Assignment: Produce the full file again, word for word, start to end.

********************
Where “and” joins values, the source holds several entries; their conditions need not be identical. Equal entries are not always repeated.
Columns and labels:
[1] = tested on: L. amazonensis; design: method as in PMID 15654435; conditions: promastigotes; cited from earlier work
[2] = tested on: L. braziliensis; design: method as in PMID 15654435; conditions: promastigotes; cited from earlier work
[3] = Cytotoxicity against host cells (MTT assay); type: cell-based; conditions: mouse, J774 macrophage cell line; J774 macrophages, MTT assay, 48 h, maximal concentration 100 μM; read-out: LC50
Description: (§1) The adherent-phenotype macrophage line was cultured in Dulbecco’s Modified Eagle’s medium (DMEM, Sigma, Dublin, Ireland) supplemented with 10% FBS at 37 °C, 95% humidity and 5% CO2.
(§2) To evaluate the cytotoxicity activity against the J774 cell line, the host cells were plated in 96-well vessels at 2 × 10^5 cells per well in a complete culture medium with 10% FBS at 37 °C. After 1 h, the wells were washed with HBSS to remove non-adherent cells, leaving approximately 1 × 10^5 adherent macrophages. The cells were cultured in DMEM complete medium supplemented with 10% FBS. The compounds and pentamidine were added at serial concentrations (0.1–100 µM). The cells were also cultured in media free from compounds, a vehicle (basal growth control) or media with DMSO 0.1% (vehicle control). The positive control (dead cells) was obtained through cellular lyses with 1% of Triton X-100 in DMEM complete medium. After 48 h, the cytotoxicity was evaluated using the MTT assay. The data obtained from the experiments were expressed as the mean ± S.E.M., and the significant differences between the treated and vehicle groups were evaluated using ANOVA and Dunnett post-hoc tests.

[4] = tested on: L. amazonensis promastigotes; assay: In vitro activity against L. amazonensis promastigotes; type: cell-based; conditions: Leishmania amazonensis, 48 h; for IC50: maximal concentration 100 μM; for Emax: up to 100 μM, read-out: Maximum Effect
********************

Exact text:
Where “and” joins values, the source holds several entries; their conditions need not be identical. Equal entries are not always repeated.
Columns and labels:
[1] = tested on: L. amazonensis; design: method as in PMID 15654435; conditions: promastigotes; cited from earlier work
[2] = tested on: L. braziliensis; design: method as in PMID 15654435; conditions: promastigotes; cited from earlier work
[3] = Cytotoxicity against host cells (MTT assay); type: cell-based; conditions: mouse, J774 macrophage cell line; J774 macrophages, MTT assay, 48 h, maximal concentration 100 μM; read-out: LC50
Description: (§1) The adherent-phenotype macrophage line was cultured in Dulbecco’s Modified Eagle’s medium (DMEM, Sigma, Dublin, Ireland) supplemented with 10% FBS at 37 °C, 95% humidity and 5% CO2.
(§2) To evaluate the cytotoxicity activity against the J774 cell line, the host cells were plated in 96-well vessels at 2 × 10^5 cells per well in a complete culture medium with 10% FBS at 37 °C. After 1 h, the wells were washed with HBSS to remove non-adherent cells, leaving approximately 1 × 10^5 adherent macrophages. The cells were cultured in DMEM complete medium supplemented with 10% FBS. The compounds and pentamidine were added at serial concentrations (0.1–100 µM). The cells were also cultured in media free from compounds, a vehicle (basal growth control) or media with DMSO 0.1% (vehicle control). The positive control (dead cells) was obtained through cellular lyses with 1% of Triton X-100 in DMEM complete medium. After 48 h, the cytotoxicity was evaluated using the MTT assay. The data obtained from the experiments were expressed as the mean ± S.E.M., and the significant differences between the treated and vehicle groups were evaluated using ANOVA and Dunnett post-hoc tests.

[4] = tested on: L. amazonensis promastigotes; assay: In vitro activity against L. amazonensis promastigotes; type: cell-based; conditions: Leishmania amazonensis, 48 h; for IC50: maximal concentration 100 μM; for Emax: up to 100 μM, read-out: Maximum Effect